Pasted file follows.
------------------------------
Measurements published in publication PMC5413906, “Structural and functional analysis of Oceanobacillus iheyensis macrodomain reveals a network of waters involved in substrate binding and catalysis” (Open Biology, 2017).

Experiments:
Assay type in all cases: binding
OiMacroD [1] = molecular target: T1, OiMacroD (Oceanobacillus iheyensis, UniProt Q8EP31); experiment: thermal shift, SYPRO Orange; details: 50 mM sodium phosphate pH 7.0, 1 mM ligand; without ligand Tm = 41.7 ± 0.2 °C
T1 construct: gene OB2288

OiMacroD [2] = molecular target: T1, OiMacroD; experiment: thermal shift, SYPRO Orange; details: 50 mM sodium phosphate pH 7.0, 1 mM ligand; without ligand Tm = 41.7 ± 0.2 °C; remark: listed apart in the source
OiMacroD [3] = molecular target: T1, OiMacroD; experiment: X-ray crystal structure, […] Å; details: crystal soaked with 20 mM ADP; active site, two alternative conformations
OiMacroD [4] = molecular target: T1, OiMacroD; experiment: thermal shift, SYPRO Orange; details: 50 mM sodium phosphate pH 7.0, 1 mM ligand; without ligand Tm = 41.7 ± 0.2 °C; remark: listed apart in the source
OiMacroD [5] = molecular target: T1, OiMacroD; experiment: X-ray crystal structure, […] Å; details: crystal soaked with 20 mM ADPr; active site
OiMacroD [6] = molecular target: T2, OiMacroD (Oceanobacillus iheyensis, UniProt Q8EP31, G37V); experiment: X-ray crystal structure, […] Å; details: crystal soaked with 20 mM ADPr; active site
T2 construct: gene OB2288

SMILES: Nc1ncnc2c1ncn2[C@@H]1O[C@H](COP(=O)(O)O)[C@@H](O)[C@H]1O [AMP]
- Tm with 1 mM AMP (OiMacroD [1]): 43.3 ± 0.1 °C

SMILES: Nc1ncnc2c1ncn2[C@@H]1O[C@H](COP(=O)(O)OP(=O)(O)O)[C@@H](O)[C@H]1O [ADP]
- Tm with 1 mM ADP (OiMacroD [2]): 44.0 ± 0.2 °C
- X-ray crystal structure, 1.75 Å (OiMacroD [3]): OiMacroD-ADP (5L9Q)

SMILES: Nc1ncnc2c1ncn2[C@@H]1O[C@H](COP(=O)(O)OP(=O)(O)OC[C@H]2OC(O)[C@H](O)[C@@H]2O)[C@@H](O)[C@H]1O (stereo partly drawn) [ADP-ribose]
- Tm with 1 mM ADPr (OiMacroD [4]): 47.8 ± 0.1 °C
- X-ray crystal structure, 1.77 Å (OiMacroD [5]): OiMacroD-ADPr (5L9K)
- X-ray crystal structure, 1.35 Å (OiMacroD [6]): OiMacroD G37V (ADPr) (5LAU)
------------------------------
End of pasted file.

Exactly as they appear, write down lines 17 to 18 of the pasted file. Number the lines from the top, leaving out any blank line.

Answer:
SMILES: Nc1ncnc2c1ncn2[C@@H]1O[C@H](COP(=O)(O)OP(=O)(O)OC[C@H]2OC(O)[C@H](O)[C@@H]2O)[C@@H](O)[C@H]1O (stereo partly drawn) [ADP-ribose]
- Tm with 1 mM ADPr (OiMacroD [4]): 47.8 ± 0.1 °C